service, a class of men known as coiircurs des bois, or wood-
runners. They were French colonists, whose spirit of ad-
venture, stimulated by a desire of gain, and love for the free
roving Indian life, led them to pursue the calling of trappers


and traders, betaking themselves to the woods and hunting-
grounds of Canada, and spreading gradually over the whole
country east from the height of land west of Lake Superior.
As hunters and trappers they were even more skillful than
their Indian teachers. As traders they were outfitted by the
Canadian companies with the necessary goods to barter with
the Indians for furs ; and, after periods of absence extending
over twelve or fifteen months, spent in traveling in their
canoes, would return laden with furs of great value, their
share of which they regularly squandered during a short
residence in the towns or cities, previous to embarking on
their next voyage. After the coalition of the competing fur
companies, in the year 1821, and their consequent loss of
employment as traders, these coureiirs des bois gradually
spread farther into the interior, and penetrated the unsettled
districts of Dakota and Manitoba, and the nearer Lake Supe-
rior region. In place of traders, they became more especially
hunters and trappers, disposing of their furs and produce at
the trading-posts scattered throughout the country, and near
which they invariably settled. Rarely ever did they return
to their native land. The wild roving life in the wilderness had
too much of excitement in it to permit of a voluntary return to
the narrow limits of civilization. Moreover, the wood-runner
had taken to himself an Indian wife ; and although the mar-
riage ceremony had lacked the essentials of bell, book, and
candle, yet he got along pretty well with his squaw ; and
olive branches, jabbering a very few civilized tongues and
a great many heathen ones, began to multiply about him.





In addition to hunting and trapping, the wood-runners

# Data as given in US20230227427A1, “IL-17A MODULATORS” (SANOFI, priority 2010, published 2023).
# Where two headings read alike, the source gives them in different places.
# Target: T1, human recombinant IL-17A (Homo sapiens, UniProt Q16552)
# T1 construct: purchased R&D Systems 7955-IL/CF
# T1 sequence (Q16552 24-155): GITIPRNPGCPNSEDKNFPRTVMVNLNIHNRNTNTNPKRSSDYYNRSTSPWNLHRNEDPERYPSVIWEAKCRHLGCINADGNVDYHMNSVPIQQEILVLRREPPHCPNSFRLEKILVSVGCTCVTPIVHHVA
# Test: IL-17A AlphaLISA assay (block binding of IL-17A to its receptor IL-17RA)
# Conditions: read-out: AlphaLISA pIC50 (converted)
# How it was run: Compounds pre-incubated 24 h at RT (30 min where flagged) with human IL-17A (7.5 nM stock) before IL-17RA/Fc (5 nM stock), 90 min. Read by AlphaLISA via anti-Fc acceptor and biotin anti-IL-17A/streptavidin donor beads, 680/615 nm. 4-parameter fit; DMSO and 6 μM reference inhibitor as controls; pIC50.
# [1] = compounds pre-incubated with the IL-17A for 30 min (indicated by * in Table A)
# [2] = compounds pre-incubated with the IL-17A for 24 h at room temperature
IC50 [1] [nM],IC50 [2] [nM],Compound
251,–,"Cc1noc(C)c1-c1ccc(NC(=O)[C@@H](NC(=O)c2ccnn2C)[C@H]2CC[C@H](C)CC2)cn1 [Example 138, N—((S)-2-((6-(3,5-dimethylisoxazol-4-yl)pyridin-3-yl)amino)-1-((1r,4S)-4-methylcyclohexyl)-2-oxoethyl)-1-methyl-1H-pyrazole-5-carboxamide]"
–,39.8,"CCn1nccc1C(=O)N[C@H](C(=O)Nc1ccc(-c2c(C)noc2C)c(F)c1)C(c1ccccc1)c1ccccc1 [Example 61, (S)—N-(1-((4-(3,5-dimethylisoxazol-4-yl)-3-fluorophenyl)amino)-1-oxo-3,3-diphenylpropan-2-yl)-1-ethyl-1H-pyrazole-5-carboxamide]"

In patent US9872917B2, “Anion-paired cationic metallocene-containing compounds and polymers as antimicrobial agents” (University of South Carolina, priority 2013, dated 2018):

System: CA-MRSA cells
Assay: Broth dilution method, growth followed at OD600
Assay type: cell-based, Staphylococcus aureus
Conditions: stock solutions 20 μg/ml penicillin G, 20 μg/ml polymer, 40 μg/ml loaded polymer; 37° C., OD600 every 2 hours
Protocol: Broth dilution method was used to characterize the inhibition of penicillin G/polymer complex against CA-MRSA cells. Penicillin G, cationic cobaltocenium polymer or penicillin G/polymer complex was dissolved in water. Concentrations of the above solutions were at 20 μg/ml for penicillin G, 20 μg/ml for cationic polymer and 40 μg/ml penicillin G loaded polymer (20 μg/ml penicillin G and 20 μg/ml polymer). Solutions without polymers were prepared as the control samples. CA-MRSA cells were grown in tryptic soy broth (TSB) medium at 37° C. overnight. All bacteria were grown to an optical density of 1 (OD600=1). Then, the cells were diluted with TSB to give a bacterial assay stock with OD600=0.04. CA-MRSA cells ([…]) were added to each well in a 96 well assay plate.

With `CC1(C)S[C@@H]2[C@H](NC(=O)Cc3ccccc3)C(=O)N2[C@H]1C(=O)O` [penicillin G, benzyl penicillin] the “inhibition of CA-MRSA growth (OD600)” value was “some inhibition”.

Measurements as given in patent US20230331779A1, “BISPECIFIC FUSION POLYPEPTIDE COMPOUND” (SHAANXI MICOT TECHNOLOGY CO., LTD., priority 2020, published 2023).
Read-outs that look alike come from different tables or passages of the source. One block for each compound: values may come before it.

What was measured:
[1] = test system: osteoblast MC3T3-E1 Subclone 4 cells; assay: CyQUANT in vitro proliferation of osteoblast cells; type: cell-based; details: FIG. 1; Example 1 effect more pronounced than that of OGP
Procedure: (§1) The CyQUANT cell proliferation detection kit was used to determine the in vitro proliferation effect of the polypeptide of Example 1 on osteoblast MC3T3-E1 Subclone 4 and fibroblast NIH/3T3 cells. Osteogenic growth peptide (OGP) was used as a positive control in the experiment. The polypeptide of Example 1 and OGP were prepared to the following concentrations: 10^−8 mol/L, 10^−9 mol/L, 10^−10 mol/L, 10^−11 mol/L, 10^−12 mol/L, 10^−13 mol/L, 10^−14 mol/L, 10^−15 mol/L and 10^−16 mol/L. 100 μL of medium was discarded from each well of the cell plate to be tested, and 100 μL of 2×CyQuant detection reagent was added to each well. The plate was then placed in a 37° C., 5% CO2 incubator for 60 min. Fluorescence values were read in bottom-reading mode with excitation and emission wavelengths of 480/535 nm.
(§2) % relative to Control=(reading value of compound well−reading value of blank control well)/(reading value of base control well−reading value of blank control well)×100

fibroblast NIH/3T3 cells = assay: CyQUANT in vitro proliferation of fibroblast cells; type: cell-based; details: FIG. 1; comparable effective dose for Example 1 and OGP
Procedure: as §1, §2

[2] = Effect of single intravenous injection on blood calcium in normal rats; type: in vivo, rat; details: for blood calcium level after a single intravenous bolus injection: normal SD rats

became canoe-men and freighters to the trading-companies,
or engaged in certain miniature agricultural pursuits tending
to increase their subsistence. To the half-breed children — a
numerous progeny — of these French and Indian parents,
descended the vocation of the father, and the nomadic instincts
of the mother, resulting in the production of a civilized nomad
who unites the industries of both civilized and savage life.
To this element may be added a considerable number of metis,
the offspring of the Scotch and English employes of the trad-
ing corporations, and the half-breeds of the old regime, resi-
dent on the Canadian coasts — for the most part the poorest
representatives of their class. Scattered over the vast country
from the Canadas to the Pacific coast, and from the Coteau of
the Missouri to the Saskatchewan, the half-breed forms the
advance-guard of civilization, ahead even of the white pioneer.
His paternity may be French, English, or Scotch — his mater-
nity Chippewa, Cree, or Sioux ; but his vocation will always
be the same, until, by admixture of lighter or darker blood, he
becomes resolved into one of his original elements.

As a rule, the French half-breed — by far the largest and
most representative class — is eminently social in disposition,
and gregarious in his habits. As a consequence, he lives in
communities, more or less miniature, during the winter months,
and trades and hunts in bands during the summer. He enjoys